The functional overlap between S. pombe Chk1 and Cds1 in the yeast replication checkpoint (Lindsay et al., 1998) suggests that they have common regulatory targets. Both Cds1 and Chk1 phosphorylate Cdc25 in similar sites in S. pombe (Zeng et al., 1998). Thus we analysed the ability of mammalian Chk2 to phosphorylate Cdc25C using GST-Cdc25C as a substrate in the kinase assay. In our assay, purified GST-Chk2 could phosphorylate GST-Cdc25C but not GST alone (data not shown). Furthermore, we designed a 14-mer peptide, GLYRSPSMPENLNR (amino acids 210 – 224 of Cdc25C) with three potential phosphorylation sites: serine 214, serine-216 and tyrosine-212, and used it to test whether GST-Chk2 can phosphorylate the same serine residue (serine-216) in Cdc25C as Chk1. By matrix-assisted laser desorption/ionization time-of-flight (MALDI TOF) mass spectrometry, we observed the addition of one mole of phosphate (mass shift from 1635.6 to 1715.6 Da) when we incubated the peptide with the purified GST-Chk2 (Figure 4A and B). Using on-line liquid chromatography-electrospray tandem mass spectrometry (LC-ES-MS/MS), we mapped the site of phosphorylation to serine-216. The product ion spectrum of the phosphorylated Cdc25C peptide is shown in Figure 4C. That the mass of the N-terminal fragments b4, b5 and b6 ions are unshifted by the mass of phosphate addition (80 Da) indicates that neither tyrosine-212 nor serine-214 can be phosphorylated, leaving only serine-216 as a potential phosphorylation site. The presence of both the b7 ion (the first N-terminal fragment to contain serine-216) and b7−H3PO4 proves phosphorylation at serine-216. Consistent with this is the fact that all of the remaining bn ions are shifted in mass by 80 Da. A similar argument can be detailed for the C-terminal fragment yn ion series. Taken together, these data indicate unambiguously that phosphorylation occurs at serine-216.
Mammalian Chk2 is activated in response to DNA damage in an ATM-dependent manner
To assess the function of Chk2 in the DNA damage checkpoint, the effect of γ-radiation on Chk2 activation and phosphorylation was studied. Further, to examine the role of ATM in Chk2 activation in response to DNA damage, these studies were performed using ATM−/− and wild-type fibroblasts. Experiments were done with MRC-5 (ATM+/+) and AG04405 (ATM−/−) cells. Both cell types were irradiated with 20 Gy of γ-radiation and either lysed instantly or allowed to recover for 15 min at 37°C before lysate preparation. As control, lysates were prepared from cells that had been left untreated. Firstly, total cell lysates containing equal amounts of protein from γ-irradiated or untreated cells were immunoprecipitated with anti-Chk2 antibody or with preimmune serum. The proteins were then separated on SDS – PAGE and immunoblotted with anti-Chk2 antibody. Figure 5A shows that even though the amount of Chk2 was almost the same in untreated and treated samples, the Chk2 protein in irradiated ATM+/+ samples migrated slower (lanes 3, 4) than in the control (lane 5). It is interesting to note that such change in protein mobility was not seen in irradiated ATM−/− cells (lanes 6 and 7). The change in mobility is attributed to the phosphorylation of Chk2 in an ATM-dependent manner. Similar findings have been reported by Matsuoka et al. (1998), where they have demonstrated that the mobility shift could be reversed by phosphatase treatment. Next the immunoprecipitated Chk2 from each sample was assayed for its kinase activity using GST-Cdc25C as the substrate. Figure 5B indicates that there was basal level of activity in both irradiated and unirradiated control cells (lanes 5 and 8). However, the activity was enhanced about sixfold (lane 3) in ATM+/+ cells which were γ-irradiated and allowed to recover for 15 min and about threefold (lane 4) in γ-irradiated cells compared to control cells (lane 5). In addition, no change in Chk2 kinase activity was seen in ATM−/− cells in response to γ-irradiation (lane 8). These results were confirmed when similar experiments were repeated using WI38 (ATM+/+) and CRL-7201 (ATM−/−) cells (data not shown). Our results indicate that mammalian Chk2 is activated in response to DNA damage in an ATM-dependent manner, and that activation of Chk2 by ATM is required, in turn, for phosphorylation of Cdc25C.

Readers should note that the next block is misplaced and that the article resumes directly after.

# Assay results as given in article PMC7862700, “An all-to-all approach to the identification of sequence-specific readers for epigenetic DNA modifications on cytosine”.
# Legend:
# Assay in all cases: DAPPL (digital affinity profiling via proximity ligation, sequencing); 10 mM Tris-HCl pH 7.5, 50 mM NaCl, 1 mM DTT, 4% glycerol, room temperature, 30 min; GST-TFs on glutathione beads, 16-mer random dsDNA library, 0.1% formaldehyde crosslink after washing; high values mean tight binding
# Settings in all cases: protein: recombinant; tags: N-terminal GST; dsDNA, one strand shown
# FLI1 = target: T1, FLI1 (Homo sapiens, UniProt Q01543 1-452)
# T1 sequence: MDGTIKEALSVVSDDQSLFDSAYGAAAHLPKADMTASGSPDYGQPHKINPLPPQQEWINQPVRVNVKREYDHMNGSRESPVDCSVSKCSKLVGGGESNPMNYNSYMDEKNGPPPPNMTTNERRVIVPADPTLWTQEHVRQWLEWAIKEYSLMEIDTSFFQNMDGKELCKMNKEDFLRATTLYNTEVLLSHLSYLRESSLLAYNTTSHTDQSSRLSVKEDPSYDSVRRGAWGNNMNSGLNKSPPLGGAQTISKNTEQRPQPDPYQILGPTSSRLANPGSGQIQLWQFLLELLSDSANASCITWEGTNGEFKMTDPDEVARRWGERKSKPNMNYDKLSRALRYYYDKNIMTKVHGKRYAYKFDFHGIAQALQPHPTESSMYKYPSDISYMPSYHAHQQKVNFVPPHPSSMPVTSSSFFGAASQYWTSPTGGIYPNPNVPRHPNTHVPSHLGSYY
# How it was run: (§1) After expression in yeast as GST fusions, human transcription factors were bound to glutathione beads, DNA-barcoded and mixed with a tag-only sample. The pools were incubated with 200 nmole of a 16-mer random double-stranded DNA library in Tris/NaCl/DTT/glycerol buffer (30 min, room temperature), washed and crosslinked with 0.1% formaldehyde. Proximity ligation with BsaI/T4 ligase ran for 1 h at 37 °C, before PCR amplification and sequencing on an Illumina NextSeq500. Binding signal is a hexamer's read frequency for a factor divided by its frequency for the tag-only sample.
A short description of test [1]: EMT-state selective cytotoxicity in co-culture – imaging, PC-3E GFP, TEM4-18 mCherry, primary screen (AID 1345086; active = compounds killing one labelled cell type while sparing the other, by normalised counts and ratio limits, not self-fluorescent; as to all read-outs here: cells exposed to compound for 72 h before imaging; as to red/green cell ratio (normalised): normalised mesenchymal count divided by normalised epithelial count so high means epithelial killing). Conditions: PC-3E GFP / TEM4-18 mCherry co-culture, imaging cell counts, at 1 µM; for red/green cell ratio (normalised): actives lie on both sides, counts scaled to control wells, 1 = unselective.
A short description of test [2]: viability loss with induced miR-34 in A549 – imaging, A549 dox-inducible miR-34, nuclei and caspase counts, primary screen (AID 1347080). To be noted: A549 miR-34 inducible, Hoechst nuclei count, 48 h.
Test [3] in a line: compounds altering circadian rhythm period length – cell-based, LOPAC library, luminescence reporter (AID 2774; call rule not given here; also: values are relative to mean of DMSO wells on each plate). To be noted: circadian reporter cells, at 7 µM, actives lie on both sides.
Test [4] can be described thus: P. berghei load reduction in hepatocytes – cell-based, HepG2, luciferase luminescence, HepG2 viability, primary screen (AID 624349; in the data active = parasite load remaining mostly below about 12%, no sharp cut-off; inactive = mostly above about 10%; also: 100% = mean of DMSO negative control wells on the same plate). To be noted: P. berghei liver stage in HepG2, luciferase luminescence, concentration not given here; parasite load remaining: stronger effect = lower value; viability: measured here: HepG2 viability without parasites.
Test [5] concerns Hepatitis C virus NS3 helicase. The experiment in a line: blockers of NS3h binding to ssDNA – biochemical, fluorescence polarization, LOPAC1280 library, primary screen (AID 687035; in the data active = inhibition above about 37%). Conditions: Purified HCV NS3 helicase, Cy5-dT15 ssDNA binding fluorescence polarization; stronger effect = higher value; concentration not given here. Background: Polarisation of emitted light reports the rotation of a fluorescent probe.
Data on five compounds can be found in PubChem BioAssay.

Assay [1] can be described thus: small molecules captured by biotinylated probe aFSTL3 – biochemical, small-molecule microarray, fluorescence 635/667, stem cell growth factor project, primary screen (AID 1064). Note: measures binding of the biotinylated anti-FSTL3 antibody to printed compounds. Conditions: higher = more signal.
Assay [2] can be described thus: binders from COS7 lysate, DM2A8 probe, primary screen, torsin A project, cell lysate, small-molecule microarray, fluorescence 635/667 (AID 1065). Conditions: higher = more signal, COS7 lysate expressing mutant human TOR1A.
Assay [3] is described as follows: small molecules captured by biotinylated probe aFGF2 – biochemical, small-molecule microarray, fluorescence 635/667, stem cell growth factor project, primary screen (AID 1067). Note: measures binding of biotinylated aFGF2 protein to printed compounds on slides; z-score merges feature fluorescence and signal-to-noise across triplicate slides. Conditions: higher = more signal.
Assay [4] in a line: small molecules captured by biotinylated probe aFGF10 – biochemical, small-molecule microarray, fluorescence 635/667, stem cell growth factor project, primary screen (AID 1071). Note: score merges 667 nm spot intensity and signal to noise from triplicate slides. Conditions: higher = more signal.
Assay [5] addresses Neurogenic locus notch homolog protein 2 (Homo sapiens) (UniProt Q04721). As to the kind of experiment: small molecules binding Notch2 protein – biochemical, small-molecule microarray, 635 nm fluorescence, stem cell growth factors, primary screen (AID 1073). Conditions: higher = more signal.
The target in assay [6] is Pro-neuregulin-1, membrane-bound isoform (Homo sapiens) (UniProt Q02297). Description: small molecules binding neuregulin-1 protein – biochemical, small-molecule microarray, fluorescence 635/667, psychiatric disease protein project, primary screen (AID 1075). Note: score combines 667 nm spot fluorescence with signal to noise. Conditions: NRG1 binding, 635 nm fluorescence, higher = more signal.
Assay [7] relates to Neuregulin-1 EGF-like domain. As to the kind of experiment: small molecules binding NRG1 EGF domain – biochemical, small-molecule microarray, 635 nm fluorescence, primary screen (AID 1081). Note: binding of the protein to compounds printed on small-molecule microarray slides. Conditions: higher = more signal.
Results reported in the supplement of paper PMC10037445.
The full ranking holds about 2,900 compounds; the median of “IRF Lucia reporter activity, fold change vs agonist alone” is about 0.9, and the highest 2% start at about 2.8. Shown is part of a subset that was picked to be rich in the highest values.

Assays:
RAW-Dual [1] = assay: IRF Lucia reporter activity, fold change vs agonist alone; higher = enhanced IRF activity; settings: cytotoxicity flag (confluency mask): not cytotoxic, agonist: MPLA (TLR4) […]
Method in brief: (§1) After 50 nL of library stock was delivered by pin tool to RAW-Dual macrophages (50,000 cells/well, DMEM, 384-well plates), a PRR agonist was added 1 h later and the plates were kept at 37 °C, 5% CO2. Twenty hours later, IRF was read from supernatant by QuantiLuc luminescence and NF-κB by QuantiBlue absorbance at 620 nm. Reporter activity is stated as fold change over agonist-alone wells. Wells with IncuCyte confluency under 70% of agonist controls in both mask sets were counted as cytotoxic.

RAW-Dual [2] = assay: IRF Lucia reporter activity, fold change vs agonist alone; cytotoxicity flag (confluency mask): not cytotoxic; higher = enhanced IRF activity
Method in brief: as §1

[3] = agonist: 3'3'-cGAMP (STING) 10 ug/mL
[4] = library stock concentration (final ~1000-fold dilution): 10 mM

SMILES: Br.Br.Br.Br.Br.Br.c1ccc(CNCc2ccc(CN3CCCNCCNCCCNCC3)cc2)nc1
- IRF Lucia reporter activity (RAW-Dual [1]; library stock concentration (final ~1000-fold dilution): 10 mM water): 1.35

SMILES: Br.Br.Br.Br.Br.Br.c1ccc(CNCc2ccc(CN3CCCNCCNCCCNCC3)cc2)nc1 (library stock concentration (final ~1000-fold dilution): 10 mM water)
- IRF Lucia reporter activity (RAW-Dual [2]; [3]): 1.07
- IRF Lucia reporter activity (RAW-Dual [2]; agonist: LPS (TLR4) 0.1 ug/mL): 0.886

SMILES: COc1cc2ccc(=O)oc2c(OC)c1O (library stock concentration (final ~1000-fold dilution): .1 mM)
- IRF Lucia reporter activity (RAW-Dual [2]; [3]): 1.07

Effects of topotecan-induced DNA damage and HU-induced replication blocks on Chk2